Green Card vs. U.S. Visa: What Are the Key Differences?

Green Card vs. U.S. Visa What Are the Key Differences

When choosing to enter the United States and you aren’t a citizen of the country, you will be required to have certain paperwork to enter. This paperwork will change depending on your purpose in the country and how long you plan to remain. Ensuring you follow all legal rules for any country you enter is an absolute must, and the United States is no exception. To that end, the most commonly seen documents held by non-U.S. citizens are green cards or visas. 

What is a U.S. Visa?

A United States Visa is a piece of documentation that shows a person is eligible to enter the United States for the reason they have announced. This document is put inside of a traveler’s passport and has an expiration date. With a Visa in hand, a traveler to the United States is allowed to travel to any port of entry, such as an airport or land border crossing, to requesting entry. 

Common Types of Visas

Generally, there are two categories of United States Visas that a person can consider: nonimmigrant and immigrant visas. The former is a Visa that is designed for travelers who are only coming to the United States temporarily, whereas the latter is for those who are traveling to live in the United States permanently. With this said, three of the most popular types of Visas include:

  • Visitor B1 or B2 Visa: For recreational or business purposes, B Visas are issued to travelers and most often have short-term expiration dates. 
  • Student Visa: Those who are admitted to the United States on a study program will be issued a student Visa that allows them to remain in the country for 1-2 years on average, or the length of the program.
  • Exchange Visitor Visa: For those who are taking part in an exchange student or visitor program, an exchange visitor Visa will be issued. These are typically shorter term than a student Visa. 

What is a Green Card?

A green card, on the other hand, is a permanent resident card that allows a person to live and work in the time limit with no expiration date. They are not a citizen of the country, but they aren’t considered to be an immigrant either. In most cases, a green card will only expire if a person has violated the rules and restrictions of the green card. While there isn’t an expiration date for the permanent residency, you do have to renew your green card after ten years.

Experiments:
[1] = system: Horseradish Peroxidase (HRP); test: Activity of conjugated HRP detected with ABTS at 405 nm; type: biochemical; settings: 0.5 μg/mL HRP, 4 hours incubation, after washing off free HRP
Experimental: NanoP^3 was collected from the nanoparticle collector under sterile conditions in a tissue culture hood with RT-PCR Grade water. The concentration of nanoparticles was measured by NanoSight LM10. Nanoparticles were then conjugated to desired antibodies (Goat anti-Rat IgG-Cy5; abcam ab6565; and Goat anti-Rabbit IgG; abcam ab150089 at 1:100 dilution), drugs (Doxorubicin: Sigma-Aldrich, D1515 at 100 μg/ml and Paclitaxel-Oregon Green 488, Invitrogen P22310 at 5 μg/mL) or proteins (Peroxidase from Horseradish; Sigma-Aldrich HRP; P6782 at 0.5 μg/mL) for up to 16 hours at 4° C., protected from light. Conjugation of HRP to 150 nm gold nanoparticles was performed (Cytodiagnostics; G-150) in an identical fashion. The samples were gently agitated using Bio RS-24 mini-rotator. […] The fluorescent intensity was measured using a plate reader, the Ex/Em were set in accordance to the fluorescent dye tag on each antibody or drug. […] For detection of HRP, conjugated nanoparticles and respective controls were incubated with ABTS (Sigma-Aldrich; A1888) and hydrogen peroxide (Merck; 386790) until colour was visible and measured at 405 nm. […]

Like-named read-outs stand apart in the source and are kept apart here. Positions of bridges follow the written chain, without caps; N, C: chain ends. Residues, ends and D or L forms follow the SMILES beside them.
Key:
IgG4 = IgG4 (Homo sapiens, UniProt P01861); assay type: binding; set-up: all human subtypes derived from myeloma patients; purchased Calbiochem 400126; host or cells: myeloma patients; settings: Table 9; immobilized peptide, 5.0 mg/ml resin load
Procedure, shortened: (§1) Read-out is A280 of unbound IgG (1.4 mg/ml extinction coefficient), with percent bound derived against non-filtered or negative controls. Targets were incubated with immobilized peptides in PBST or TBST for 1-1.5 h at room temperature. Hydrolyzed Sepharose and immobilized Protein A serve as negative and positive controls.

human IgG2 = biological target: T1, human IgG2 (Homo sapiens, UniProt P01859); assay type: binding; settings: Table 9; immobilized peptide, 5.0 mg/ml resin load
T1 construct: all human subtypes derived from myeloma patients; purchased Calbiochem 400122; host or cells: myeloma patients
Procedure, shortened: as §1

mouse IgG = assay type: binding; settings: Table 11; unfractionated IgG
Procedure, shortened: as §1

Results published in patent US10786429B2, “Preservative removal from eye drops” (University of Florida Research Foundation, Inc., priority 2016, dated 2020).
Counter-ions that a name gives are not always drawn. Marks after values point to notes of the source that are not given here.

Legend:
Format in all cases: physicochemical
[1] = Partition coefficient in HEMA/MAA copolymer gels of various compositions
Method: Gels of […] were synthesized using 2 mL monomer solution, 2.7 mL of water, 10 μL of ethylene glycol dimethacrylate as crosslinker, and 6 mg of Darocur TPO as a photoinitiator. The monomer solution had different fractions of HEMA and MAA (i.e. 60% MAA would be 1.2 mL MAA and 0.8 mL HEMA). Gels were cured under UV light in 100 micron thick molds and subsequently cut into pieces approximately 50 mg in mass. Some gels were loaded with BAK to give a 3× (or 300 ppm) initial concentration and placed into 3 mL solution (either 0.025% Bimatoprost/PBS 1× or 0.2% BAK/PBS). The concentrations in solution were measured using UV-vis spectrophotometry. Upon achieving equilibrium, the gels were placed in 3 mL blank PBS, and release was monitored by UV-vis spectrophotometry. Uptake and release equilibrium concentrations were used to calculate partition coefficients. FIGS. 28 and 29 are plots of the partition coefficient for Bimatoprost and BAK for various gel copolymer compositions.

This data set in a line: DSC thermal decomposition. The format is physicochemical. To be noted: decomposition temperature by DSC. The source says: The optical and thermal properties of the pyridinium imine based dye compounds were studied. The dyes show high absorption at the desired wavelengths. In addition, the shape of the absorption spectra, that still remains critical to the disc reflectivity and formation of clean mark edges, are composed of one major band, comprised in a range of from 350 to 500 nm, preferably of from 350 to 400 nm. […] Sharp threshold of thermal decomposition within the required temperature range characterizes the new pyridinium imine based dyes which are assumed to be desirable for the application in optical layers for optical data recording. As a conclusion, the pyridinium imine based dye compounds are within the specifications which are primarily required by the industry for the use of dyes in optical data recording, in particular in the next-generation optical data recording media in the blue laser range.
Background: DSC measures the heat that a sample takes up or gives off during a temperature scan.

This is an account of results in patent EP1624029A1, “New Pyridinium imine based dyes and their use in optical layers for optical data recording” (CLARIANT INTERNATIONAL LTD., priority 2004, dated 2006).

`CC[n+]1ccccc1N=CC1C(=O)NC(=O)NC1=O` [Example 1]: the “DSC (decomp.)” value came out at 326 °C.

Common Types of Green Cards

While all green cards provide the same benefits, there are a few different categories that allow a person to apply for a green card, including: 

  • Green card via family;
  • Employment;
  • Special Immigrant;
  • Refugee;
  • Victim of Crime;
  • Victim of Abuse and;
  • Registry

What Does a Green Card Allow that a Standard Visa Does Not?

All in all, a green card provides far more benefits that a United States Visa. With a green card, a person has all the rights of a U.S. citizen short of voting. Green card holders can also freely travel back and forth to and from the United States as they please. Additionally, green card holders are given the option to become a United States citizen after holding their green card for five years (or three years if married to a U.S. citizen).

A green card also allows a person to petition to bring certain family members to the United States, including a spouse, unmarried children under 21, or an unmarried son or daughter of any age. While the petition may not be approved, having the option is a major benefit of green cards. 

However, to even get approved for a green card you need to have someone, typically a citizen, petition for you and the USCIS will set up an interview to discuss whether you are eligible after you file an application. 

Visit the United States today

When planning a trip to the United States, it’s important to have all documentation taken care of before you set off on your journey. Remember that even if you are vacationing in the United States for a brief amount of time, unless from Canada or Bermuda in most cases, a Visitor’s Visa will be required to enter. For those who have got tired of renewing their green card and have been in the country for over five years, consider taking steps to apply for United States citizenship. 

Green Card vs. U.S. Visa: What Are the Key Differences?

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